It seems like only yesterday that Artificial Intelligence (AI) was the stuff of science fiction; a twinkle in the eye of the few computer scientists privy to its potential; a concept, rather than grounded in reality.
To suggest today––as many have––that AI is a buzzword, is to vastly underestimate how it will radically alter almost every aspect of our daily lives in the coming decades.
The great AI space race is well underway. Governments and business alike are pouring billions into the field. The AI market could be worth $46 billion within the next three years, according to the International Data Corporation, based on an anticipated annual growth rate of about 54 per cent.
Every industry bar none will evolve with Darwinian effect. Those which invest now will survive. Those which fail will go the way of the dodo. Any repetitive task, especially those involving large datasets, will in someway harness artificial intelligence in the near future.
This isn’t shiny new toy syndrome––it’s evolve or die.
Banks have employed AI, at least in rudimentary forms, for decades. Computer automation has been used by the financial industries for back office operations since the sixties. But remarkably, many haven’t invested early enough to stay ahead of the curve in other areas.
I say ‘remarkably’ because few industries outside of tech generate anything close to the vast quantities of data that banking does. The rise and rise of mobile banking has opened the door to exponential growth in the data financial institutions generate, process and hold. More data points leads to better results. Better results lead to more customers. More customers create more data, and so on.
The information held about millions of customers is complimented only by banks having the structure and capital to properly exploit it. Using AI, data covering anything––location, spending habits or balance, to name a few––can each be harnessed to produce better results at all levels of a business, from high street branch to marketing department, engendering a better customer experience overall.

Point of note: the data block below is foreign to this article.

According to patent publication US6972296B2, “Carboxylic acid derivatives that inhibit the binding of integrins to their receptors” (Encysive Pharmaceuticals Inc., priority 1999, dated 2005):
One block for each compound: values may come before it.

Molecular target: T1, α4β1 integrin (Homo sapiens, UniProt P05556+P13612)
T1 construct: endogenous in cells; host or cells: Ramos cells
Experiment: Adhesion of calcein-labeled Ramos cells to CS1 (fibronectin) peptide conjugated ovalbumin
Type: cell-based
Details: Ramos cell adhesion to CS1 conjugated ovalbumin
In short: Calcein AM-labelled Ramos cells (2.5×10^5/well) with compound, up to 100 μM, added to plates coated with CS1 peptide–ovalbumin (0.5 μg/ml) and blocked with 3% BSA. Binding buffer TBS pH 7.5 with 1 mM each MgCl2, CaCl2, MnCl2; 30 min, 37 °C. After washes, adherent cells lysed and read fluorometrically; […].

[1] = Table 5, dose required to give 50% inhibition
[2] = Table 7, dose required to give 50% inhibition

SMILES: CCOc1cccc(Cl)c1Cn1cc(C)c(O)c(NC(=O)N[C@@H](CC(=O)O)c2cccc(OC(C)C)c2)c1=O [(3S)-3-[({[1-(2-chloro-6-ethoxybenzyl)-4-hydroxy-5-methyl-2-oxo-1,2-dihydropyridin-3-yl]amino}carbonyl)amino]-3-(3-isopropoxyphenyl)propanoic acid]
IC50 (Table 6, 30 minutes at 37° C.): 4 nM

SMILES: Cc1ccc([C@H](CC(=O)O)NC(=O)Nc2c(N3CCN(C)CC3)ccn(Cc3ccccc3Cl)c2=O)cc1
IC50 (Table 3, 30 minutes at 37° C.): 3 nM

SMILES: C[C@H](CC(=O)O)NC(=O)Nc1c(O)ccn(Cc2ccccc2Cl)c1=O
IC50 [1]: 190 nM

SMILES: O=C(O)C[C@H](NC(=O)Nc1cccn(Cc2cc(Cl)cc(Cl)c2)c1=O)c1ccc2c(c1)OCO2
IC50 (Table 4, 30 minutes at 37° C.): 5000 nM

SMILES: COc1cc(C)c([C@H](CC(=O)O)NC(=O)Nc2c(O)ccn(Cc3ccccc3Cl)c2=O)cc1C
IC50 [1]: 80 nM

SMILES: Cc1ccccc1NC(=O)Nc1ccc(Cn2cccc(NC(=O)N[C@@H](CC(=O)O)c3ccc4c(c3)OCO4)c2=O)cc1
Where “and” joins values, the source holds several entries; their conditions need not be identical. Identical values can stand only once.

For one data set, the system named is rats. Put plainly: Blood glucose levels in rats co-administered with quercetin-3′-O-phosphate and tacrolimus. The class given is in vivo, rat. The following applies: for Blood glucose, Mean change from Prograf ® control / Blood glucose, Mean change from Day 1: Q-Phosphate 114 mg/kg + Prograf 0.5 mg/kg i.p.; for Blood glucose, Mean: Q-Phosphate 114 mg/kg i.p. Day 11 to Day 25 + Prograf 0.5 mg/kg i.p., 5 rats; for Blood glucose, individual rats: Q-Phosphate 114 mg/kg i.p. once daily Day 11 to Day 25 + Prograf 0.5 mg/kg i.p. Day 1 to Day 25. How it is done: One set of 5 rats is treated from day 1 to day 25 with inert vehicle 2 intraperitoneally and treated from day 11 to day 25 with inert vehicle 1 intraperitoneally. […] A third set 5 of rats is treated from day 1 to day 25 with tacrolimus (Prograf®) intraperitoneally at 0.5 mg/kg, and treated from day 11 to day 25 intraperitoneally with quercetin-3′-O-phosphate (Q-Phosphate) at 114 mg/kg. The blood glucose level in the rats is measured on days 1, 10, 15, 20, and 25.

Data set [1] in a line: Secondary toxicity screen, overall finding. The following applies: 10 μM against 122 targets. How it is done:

Open Banking, and the second Payment Services Directive, implemented in February this year, demonstrated empirically the commercial value of data held by banks. Lenders were slow to exploit this potential value post-crisis, while fintechs steamed ahead, muscling in on banks’ turf.
Some banks are getting the hang of it. Take the app, Chip. Born in the Barclays incubator, Chip uses AI to analyse your spending habits and calculate what you can afford to stash away. Every few days, it then automatically transfers small, often-unnoticeable, amounts of money from your current account to your Chip account. You save money while barely noticing it. It’s a simple application of powerful technology, but it works.
A good start, but beyond personal finance tools and chatbots, high street lenders are only just catching up with the pace of AI innovation. The way customers interact with banks is evolving, and CMOs would be wise to stay apace, or risk falling behind.
By deploying excellent AI products, CMOs will improve their customer interactions, and the quality of their offering. Attracting new customers is a never-ending battle in the subscription economy, especially so in an industry with famously loyal customers.
A recent Feefo survey found that while customers generally regard themselves as loyal, more than six out of 10 under-35s see themselves switching providers more often in future. This generation wants to engage with banks in more meaningful ways––which presents opportunities for savvy marketing teams.
Artificial intelligence is perhaps the best way for CMOs to provide the meaningful experiences customers crave. Using the masses of data they produce, banks and financial services providers can get to know their customers on a far more intimate level, and communicate as necessary.
Banks’ marketing departments are some of the biggest investors in advertising, spending $17.1 billion per year at last count. Our research has found that a media plan requires roughly 5,000 decisions. It’s easy to see why AI is an attractive option for taking over that heavy lifting.
Systems that use intelligent machine learning are able to absorb masses of data and identify which factors contributed the most to a certain metric at any given time, allowing marketers to properly analyse the ‘true’ effects of their advertisements. A more granular, detailed understanding of their marketing effectiveness allows marketers to employ different media mixes for different purposes, such one for retaining current customers and another for obtaining new ones, and to keep an accurate pulse on their effectiveness.
On average, at Blackwood Seven our customers experience a measurable 20 per cent sales uplift from their media investments when they use AI, worth millions in revenue growth. There is low hanging fruit, ripe for the picking. There’s nothing artificial about that.